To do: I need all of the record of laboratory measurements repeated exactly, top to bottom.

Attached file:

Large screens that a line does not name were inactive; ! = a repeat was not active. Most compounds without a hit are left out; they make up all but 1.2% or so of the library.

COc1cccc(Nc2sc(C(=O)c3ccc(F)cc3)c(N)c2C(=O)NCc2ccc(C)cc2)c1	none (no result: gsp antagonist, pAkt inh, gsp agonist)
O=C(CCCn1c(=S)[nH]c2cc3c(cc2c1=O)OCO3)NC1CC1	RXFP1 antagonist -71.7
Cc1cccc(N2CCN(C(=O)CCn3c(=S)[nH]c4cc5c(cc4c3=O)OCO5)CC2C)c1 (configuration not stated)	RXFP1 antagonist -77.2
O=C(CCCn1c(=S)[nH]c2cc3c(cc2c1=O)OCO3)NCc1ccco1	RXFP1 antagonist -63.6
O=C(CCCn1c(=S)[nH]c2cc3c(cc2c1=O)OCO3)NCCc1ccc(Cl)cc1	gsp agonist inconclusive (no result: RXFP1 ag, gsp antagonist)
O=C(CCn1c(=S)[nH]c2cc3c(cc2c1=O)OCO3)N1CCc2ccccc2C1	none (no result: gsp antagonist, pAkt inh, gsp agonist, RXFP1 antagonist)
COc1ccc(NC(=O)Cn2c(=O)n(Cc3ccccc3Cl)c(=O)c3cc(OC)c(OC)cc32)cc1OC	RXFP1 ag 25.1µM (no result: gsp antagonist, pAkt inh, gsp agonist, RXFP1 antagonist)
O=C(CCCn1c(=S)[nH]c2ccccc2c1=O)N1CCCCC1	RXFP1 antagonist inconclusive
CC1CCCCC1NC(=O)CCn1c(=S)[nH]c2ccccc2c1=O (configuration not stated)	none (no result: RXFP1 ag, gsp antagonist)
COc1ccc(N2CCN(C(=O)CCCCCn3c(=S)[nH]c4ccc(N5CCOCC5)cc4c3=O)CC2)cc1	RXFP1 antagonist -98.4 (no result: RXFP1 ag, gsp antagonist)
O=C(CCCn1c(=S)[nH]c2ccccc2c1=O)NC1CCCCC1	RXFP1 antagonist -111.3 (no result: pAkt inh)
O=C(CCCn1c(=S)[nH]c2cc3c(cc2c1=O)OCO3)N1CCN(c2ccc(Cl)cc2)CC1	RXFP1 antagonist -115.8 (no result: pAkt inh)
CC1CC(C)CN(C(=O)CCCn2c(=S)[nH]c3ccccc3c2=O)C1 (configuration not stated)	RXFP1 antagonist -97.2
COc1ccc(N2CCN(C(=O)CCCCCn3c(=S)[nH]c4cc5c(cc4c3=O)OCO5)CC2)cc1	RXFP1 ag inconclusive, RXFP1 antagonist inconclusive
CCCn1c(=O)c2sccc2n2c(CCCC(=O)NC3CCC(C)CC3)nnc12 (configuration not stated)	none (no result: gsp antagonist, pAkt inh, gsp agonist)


Large screens that a line does not name were inactive; ! = a repeat was not active. Most compounds without a hit are left out; they make up all but 1.2% or so of the library.

COc1cccc(Nc2sc(C(=O)c3ccc(F)cc3)c(N)c2C(=O)NCc2ccc(C)cc2)c1	none (no result: gsp antagonist, pAkt inh, gsp agonist)
O=C(CCCn1c(=S)[nH]c2cc3c(cc2c1=O)OCO3)NC1CC1	RXFP1 antagonist -71.7
Cc1cccc(N2CCN(C(=O)CCn3c(=S)[nH]c4cc5c(cc4c3=O)OCO5)CC2C)c1 (configuration not stated)	RXFP1 antagonist -77.2
O=C(CCCn1c(=S)[nH]c2cc3c(cc2c1=O)OCO3)NCc1ccco1	RXFP1 antagonist -63.6
O=C(CCCn1c(=S)[nH]c2cc3c(cc2c1=O)OCO3)NCCc1ccc(Cl)cc1	gsp agonist inconclusive (no result: RXFP1 ag, gsp antagonist)
O=C(CCn1c(=S)[nH]c2cc3c(cc2c1=O)OCO3)N1CCc2ccccc2C1	none (no result: gsp antagonist, pAkt inh, gsp agonist, RXFP1 antagonist)
COc1ccc(NC(=O)Cn2c(=O)n(Cc3ccccc3Cl)c(=O)c3cc(OC)c(OC)cc32)cc1OC	RXFP1 ag 25.1µM (no result: gsp antagonist, pAkt inh, gsp agonist, RXFP1 antagonist)
O=C(CCCn1c(=S)[nH]c2ccccc2c1=O)N1CCCCC1	RXFP1 antagonist inconclusive
CC1CCCCC1NC(=O)CCn1c(=S)[nH]c2ccccc2c1=O (configuration not stated)	none (no result: RXFP1 ag, gsp antagonist)
COc1ccc(N2CCN(C(=O)CCCCCn3c(=S)[nH]c4ccc(N5CCOCC5)cc4c3=O)CC2)cc1	RXFP1 antagonist -98.4 (no result: RXFP1 ag, gsp antagonist)
O=C(CCCn1c(=S)[nH]c2ccccc2c1=O)NC1CCCCC1	RXFP1 antagonist -111.3 (no result: pAkt inh)
O=C(CCCn1c(=S)[nH]c2cc3c(cc2c1=O)OCO3)N1CCN(c2ccc(Cl)cc2)CC1	RXFP1 antagonist -115.8 (no result: pAkt inh)
CC1CC(C)CN(C(=O)CCCn2c(=S)[nH]c3ccccc3c2=O)C1 (configuration not stated)	RXFP1 antagonist -97.2
COc1ccc(N2CCN(C(=O)CCCCCn3c(=S)[nH]c4cc5c(cc4c3=O)OCO5)CC2)cc1	RXFP1 ag inconclusive, RXFP1 antagonist inconclusive
CCCn1c(=O)c2sccc2n2c(CCCC(=O)NC3CCC(C)CC3)nnc12 (configuration not stated)	none (no result: gsp antagonist, pAkt inh, gsp agonist)